Guerra On Healthcare: Meaningful Use Proposal Has Some Seeing Red
The more health IT pros look at draft rules, the less they like them.
We've all heard about the five stages of grief experienced when mentally processing the death of a loved one. First, there's denial, then anger, bargaining, depression and, finally, acceptance. To me, the healthcare IT industry is very clearly moving through distinct stages as it processes the evolving HITECH legislation.
American Recovery and Reinvestment Act of 2009, which contained the HITECH provisions, was signed into law on Feb. 13 last year as the country, many believed, teetered on the brink of complete economic collapse. At that time, banks weren't lending to each other, and a credit crunch had seized up the nation's liquidity. People were scared--really scared--something had to be done. Thus the $900 billion ARRA passed fairly easily, and one of the most palatable political chunks of that abomination was $20 billion for healthcare IT.
Tucked into HITECH is that clever little mechanism called "Meaningful Use," actually quite an ingenious device to get the program passed into the legislation quickly, while leaving the messy details for later. Of course, that plan would have worked just fine if those defining Meaningful Use had resisted trying to automate the U.S. healthcare system essentially overnight.
HIMSS (the Healthcare Information and Management Systems Society) put on its show in early April last year, meaning that when it kicked off, the industry had spent a few months deciphering HITECH. It was clear CIOs had already moved from an initial state of euphoria--"Oh, my goodness, all that money for me!"--to anxiety--"Oh no, my CEO/CFO said I better get every dime of all that money!"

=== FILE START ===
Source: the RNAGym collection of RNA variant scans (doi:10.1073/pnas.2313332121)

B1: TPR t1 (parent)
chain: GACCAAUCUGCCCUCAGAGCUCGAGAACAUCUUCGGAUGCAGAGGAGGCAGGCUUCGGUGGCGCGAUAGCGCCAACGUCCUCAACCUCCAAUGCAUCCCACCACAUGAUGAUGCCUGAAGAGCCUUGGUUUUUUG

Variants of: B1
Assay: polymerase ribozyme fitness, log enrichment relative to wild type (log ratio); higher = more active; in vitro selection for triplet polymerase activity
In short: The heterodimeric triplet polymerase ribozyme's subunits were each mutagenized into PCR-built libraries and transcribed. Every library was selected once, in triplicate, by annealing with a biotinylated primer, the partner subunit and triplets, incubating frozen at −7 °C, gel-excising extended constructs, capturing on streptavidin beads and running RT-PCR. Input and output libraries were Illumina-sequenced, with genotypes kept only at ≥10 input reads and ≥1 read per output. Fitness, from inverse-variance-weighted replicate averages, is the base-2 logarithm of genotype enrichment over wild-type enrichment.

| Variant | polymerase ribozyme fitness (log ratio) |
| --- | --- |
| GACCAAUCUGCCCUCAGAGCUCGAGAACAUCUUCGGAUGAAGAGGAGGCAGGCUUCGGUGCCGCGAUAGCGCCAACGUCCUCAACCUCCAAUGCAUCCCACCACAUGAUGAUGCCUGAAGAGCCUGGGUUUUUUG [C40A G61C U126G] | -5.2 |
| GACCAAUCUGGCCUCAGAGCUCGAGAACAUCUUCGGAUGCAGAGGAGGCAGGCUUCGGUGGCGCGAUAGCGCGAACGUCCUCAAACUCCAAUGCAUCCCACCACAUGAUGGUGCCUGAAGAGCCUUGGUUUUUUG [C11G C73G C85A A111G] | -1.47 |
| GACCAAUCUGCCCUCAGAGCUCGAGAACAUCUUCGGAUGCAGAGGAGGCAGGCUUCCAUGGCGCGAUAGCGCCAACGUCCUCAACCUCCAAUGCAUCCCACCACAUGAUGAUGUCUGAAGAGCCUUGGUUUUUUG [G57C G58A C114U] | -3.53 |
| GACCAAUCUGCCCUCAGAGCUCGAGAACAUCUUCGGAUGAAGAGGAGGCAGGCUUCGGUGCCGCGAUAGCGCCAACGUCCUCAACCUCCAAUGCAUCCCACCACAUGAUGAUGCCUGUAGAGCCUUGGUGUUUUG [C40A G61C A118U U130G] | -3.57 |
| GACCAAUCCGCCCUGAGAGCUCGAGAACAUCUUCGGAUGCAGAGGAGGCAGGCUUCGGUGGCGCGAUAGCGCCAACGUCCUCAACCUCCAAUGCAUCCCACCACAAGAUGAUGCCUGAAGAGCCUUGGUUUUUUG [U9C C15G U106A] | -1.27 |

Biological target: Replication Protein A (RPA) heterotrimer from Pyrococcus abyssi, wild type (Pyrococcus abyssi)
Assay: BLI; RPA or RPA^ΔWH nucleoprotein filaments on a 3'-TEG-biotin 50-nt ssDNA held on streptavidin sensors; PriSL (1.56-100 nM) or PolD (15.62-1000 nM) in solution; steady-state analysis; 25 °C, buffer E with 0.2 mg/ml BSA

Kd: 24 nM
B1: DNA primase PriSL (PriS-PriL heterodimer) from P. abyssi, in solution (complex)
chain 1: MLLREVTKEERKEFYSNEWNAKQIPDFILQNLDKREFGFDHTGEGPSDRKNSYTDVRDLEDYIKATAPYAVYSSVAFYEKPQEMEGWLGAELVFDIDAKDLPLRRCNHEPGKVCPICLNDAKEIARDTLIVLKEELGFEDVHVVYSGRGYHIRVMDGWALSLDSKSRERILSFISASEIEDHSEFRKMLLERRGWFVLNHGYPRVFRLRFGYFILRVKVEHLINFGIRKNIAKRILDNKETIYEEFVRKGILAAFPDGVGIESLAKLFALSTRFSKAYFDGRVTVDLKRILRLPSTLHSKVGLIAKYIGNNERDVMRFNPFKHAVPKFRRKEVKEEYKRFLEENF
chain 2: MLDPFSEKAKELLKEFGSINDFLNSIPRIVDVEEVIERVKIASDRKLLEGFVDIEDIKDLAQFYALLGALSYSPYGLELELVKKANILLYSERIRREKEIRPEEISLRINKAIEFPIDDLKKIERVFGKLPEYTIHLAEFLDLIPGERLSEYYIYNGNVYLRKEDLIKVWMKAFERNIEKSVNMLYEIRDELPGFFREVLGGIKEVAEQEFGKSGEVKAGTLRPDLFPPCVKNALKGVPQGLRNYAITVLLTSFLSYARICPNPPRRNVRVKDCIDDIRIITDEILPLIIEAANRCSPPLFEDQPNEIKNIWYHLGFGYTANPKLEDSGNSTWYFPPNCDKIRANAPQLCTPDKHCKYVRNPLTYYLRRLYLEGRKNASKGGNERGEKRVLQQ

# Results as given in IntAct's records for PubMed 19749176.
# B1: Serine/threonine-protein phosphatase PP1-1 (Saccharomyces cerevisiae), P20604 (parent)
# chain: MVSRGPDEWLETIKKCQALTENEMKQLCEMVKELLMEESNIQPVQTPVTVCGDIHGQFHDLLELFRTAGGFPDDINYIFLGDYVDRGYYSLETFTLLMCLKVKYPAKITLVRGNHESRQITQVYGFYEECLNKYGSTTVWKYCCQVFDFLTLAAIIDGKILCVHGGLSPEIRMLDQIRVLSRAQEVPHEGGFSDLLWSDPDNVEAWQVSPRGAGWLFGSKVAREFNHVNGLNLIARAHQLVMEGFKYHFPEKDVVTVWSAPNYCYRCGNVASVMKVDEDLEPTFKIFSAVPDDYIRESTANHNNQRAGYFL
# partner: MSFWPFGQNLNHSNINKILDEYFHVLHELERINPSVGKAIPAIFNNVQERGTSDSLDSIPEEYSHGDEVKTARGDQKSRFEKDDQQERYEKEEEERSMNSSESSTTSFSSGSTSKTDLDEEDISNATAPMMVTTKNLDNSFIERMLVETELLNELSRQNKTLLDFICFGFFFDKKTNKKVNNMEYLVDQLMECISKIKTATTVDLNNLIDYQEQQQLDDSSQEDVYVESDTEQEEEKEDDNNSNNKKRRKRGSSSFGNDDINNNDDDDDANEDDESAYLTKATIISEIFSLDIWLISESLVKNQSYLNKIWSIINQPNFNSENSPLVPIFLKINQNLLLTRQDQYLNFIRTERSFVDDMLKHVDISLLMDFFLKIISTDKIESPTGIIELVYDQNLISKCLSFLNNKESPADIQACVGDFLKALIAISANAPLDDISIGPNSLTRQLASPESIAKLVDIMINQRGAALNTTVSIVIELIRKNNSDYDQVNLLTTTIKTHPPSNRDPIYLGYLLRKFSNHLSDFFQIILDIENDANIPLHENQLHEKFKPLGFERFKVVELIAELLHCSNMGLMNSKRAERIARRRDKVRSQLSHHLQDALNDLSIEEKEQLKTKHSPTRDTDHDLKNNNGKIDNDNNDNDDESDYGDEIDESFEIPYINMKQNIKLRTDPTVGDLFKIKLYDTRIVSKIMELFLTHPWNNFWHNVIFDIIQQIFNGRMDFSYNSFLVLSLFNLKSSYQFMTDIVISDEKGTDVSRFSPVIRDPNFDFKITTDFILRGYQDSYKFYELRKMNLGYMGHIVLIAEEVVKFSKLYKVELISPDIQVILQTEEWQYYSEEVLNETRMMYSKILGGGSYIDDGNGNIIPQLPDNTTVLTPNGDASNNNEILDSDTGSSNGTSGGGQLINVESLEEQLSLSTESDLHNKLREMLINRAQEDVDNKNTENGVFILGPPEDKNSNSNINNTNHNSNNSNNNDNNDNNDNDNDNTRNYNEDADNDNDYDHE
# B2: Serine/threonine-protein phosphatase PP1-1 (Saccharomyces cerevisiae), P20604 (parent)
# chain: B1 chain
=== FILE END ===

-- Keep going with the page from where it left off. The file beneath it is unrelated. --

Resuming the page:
This year's conference kicks off this week, and the industry has entered the anger phase. That's because the government's Notice of Proposed Rulemaking (NPRM) on Meaningful Use, the first real indication of what the requirements will be, was made public at the end of December. Two months later, it's been fully consumed, and many have indigestion.
The latest, clearest, and most constructive expression of this dissatisfaction is the recently released comment letter that the College of Healthcare Information Management Executives (CHIME) sent to the Centers for Medicare and Medicaid Services (CMS), the group that drafted the Meaningful Use requirements. CHIME, the largest hospital CIO organization in the country, isn't alone with concerns--many comments made by the healthsystemCIO.com Advisory Panel in our February SnapSurvey also show extreme displeasure, particularly with the all-or-nothing approach to Meaningful Use compliance.
And if you thought the Policy Committee was reading the tea leaves on public sentiment, their attempt to lower the bar left many wondering if it hadn't actually been raised.
HIMSS 2010 will be the place the industry coalesces around a "They have to be kidding" mantra. It will be the place industry organizations, such as HIMSS' state chapters, shake the uncertainty out of their anti-Meaningful Use NPRM talking points, as they find kindred spirits all around them. It will be the place that anyone listening can get an earful about the ramifications of ramming through the current regulation as is.
Those involved with health IT have moved from euphoria to anxiety to anger. What's next will almost certainly be acceptance--we're not talking about anarchists here. That makes it all the more important that the Department of Health and Human Services, CMS, the Office of the National Coordinator for Health IT, and the Policy and Standards Committees and their workgroups lower that bar. There are two possible outcomes of not doing so: either very few will qualify for the stimulus money or, far worse, rushed implementations will cost lives. Then we'll all be grieving.